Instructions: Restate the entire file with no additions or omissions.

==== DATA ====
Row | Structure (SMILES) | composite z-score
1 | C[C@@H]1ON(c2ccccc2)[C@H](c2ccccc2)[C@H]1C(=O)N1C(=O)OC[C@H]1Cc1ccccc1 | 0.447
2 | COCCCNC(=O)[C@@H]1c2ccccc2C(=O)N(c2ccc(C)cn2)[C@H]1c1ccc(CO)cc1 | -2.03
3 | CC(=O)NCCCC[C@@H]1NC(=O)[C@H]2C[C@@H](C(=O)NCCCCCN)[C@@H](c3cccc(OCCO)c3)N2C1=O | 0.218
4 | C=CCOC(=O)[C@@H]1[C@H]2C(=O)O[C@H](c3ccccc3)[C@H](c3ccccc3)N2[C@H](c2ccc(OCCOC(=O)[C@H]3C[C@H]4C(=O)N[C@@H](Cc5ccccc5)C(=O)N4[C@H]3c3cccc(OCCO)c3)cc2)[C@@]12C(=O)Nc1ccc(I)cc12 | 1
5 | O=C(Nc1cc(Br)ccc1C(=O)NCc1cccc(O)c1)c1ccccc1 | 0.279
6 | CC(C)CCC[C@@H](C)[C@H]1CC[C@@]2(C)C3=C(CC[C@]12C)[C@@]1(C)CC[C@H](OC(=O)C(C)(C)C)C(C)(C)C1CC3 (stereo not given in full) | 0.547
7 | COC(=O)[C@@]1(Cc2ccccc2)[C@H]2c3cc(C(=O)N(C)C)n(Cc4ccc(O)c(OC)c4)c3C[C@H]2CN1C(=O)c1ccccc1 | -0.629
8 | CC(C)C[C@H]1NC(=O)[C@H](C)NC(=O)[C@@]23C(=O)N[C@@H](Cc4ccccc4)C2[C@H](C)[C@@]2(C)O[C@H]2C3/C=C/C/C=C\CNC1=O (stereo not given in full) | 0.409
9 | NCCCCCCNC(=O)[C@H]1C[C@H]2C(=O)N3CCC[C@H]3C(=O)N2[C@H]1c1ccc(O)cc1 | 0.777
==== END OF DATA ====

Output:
Row | Structure (SMILES) | composite z-score
1 | C[C@@H]1ON(c2ccccc2)[C@H](c2ccccc2)[C@H]1C(=O)N1C(=O)OC[C@H]1Cc1ccccc1 | 0.447
2 | COCCCNC(=O)[C@@H]1c2ccccc2C(=O)N(c2ccc(C)cn2)[C@H]1c1ccc(CO)cc1 | -2.03
3 | CC(=O)NCCCC[C@@H]1NC(=O)[C@H]2C[C@@H](C(=O)NCCCCCN)[C@@H](c3cccc(OCCO)c3)N2C1=O | 0.218
4 | C=CCOC(=O)[C@@H]1[C@H]2C(=O)O[C@H](c3ccccc3)[C@H](c3ccccc3)N2[C@H](c2ccc(OCCOC(=O)[C@H]3C[C@H]4C(=O)N[C@@H](Cc5ccccc5)C(=O)N4[C@H]3c3cccc(OCCO)c3)cc2)[C@@]12C(=O)Nc1ccc(I)cc12 | 1
5 | O=C(Nc1cc(Br)ccc1C(=O)NCc1cccc(O)c1)c1ccccc1 | 0.279
6 | CC(C)CCC[C@@H](C)[C@H]1CC[C@@]2(C)C3=C(CC[C@]12C)[C@@]1(C)CC[C@H](OC(=O)C(C)(C)C)C(C)(C)C1CC3 (stereo not given in full) | 0.547
7 | COC(=O)[C@@]1(Cc2ccccc2)[C@H]2c3cc(C(=O)N(C)C)n(Cc4ccc(O)c(OC)c4)c3C[C@H]2CN1C(=O)c1ccccc1 | -0.629
8 | CC(C)C[C@H]1NC(=O)[C@H](C)NC(=O)[C@@]23C(=O)N[C@@H](Cc4ccccc4)C2[C@H](C)[C@@]2(C)O[C@H]2C3/C=C/C/C=C\CNC1=O (stereo not given in full) | 0.409
9 | NCCCCCCNC(=O)[C@H]1C[C@H]2C(=O)N3CCC[C@H]3C(=O)N2[C@H]1c1ccc(O)cc1 | 0.777